Tuesday, September 10, 2019

Touch the Earth


They paved paradise
And put up a parking lot
~Joni Mitchell

Every other weekend, I leave my urban home to spend a few days at my forest cabin. Two weeks ago, I missed my usual weekend because I was sick. So when I went this last weekend I had been four weeks away.

I always savor the moment I arrive, stepping out of the car into the embrace of the trees, hearing the welcome song of the creek, marveling at all the shades of green, breathing the forest scented oxygen. This time, after several weeks’ absence, it was so intense I was downright giddy with gratitude and joy.

And I was struck by something else – I looked around and thought, there is so much earth here! Everywhere I looked, there was the forest floor, rich, fertile earth supporting cloud touching evergreens, smaller rhododendrons and maples, and a profusion of ferns and other plants.

My neighborhood at home is very green by most city standards, with large shade trees and lush gardens. But still, now that I thought about it, so much ground is covered up by buildings, sidewalks, streets, artificial grass, and yes Joni, parking lots. How often during the course of a normal day do I actually touch the earth?

In Greek mythology, Antaeus was the son of Mother Earth and was invincible in battle as long as he was in contact with her. He was killed only when Heracles figured out the source of his strength and held him in the air to finish him off.

I wonder if some part of my deep body, mind, and soul nurturing at the cabin is due to the amount of time I spend in direct connection to the earth. I wonder if I could be more mindful of that even in my urban life. My yard is not big, but I could practice taiji on my little patch of grass instead of on the carpet inside, for example. I could detour through a park on my walks with the dog. I don’t know if I will sense a difference but I’m curious.

Buddha sat on the earth under the bodhi tree waiting for enlightenment. And when awakening occurred, it is said that he touched the earth with his hand as his witness. The earth is mother to us all and bears witness to everything that happens.

What will the earth bear witness to in my life?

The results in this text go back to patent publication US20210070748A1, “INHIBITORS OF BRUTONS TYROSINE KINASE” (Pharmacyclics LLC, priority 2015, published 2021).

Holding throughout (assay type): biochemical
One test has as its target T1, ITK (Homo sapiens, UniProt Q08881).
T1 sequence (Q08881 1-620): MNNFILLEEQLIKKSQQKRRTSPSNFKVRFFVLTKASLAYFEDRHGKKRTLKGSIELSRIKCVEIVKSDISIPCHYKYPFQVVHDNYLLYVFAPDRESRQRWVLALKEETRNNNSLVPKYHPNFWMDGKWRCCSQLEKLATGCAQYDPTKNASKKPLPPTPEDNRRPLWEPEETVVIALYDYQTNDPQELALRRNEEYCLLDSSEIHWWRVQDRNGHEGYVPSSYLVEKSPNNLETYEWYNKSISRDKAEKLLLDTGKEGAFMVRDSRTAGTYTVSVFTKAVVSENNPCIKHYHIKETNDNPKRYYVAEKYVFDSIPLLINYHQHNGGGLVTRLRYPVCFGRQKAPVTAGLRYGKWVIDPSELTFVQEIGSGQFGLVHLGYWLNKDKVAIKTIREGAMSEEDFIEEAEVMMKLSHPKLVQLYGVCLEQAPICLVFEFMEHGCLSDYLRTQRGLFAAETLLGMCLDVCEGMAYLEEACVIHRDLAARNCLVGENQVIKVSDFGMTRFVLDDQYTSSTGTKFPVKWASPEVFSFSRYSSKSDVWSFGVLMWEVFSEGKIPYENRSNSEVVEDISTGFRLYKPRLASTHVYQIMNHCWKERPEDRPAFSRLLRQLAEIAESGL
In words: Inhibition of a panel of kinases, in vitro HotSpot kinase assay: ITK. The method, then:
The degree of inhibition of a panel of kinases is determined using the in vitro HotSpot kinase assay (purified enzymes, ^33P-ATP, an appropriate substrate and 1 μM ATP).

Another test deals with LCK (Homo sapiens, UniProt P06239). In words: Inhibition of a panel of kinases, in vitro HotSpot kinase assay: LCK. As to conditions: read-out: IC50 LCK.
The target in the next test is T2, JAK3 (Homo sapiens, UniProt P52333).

[W]e touch the ground by arriving, on the spot, in this moment. We touch the ground by directly connecting with the earth, the life of our bodies, our breath and our inner weather. We touch the ground by looking directly into the awareness that is the very source of our life. As we connect with what is right in front of us, we realize the true immensity of who we are. ~Tara Brach

8 comments:

  1. I've always felt the best church was nature... so much of God's glory everywhere you look.

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  2. I've never felt more connected to God and to myself when I've been engaged in tilling the earth, be it in times past, when I had the ways and means to grow a garden, or just in placing plants lovingly in pots that are destined to decorate our porch. The soil, the earth, is alive and vibrant. We can connect when we are willing. God can speak to us right there and then.
    Blessings, Galen!

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    1. I guess I've always known that, Martha, but somehow, this last visit to the forest made it so completely real to me. I know you love your gardening, and I love all your photos!

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  3. Perhaps that is one reason why gardening is so satisfying. Putting one's hands into the earth and planting flowers and veggies always makes me feel better and raises my spirits. Lovely to contemplate walking on the soft grass without shoes, too. :-)

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    1. My mother was an avid and talented gardener. She would go out in the evenings and work in the garden. It brought her a lot of peace and joy. Somehow I didn't pick it up from her, although I do enjoy lovely gardens. And yes, sometimes I practice taiji barefoot in the forest or in my back yard. Very different experience having my feet in direct contact with the earth without the barrier of shoes.

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  4. 'I always savor the moment I arrive, stepping out of the car into the embrace of the trees, hearing the welcome song of the creek, marveling at all the shades of green, breathing the forest scented oxygen. This time, after several weeks’ absence, it was so intense I was downright giddy with gratitude and joy.'

    Galen, I want to comment on so much you wrote, here.

    This is very similar to my experience when I walk in the wild woods of Newfoundland. I am here now. I get out alone in the untouched woods as often as I can. I am also sometimes giddy with excitement at the visual and spiritual experience of being in spirit with nature. There is something about walking slowly, stopping often, looking, smelling, listening, tasting wild berries, feeling presence, now...taking it all in . I can almost get to a state of euphoria at times. Life is amazing if we have eyes to see, ears to hear, and a heart open to allowing the process of realization to happen.

    This connection to the earth is so important, it is our life source after all. There is one consciousness in every plant, tree and creature. The whole earth is one living being, its all interconnected.

    Good post Galen.

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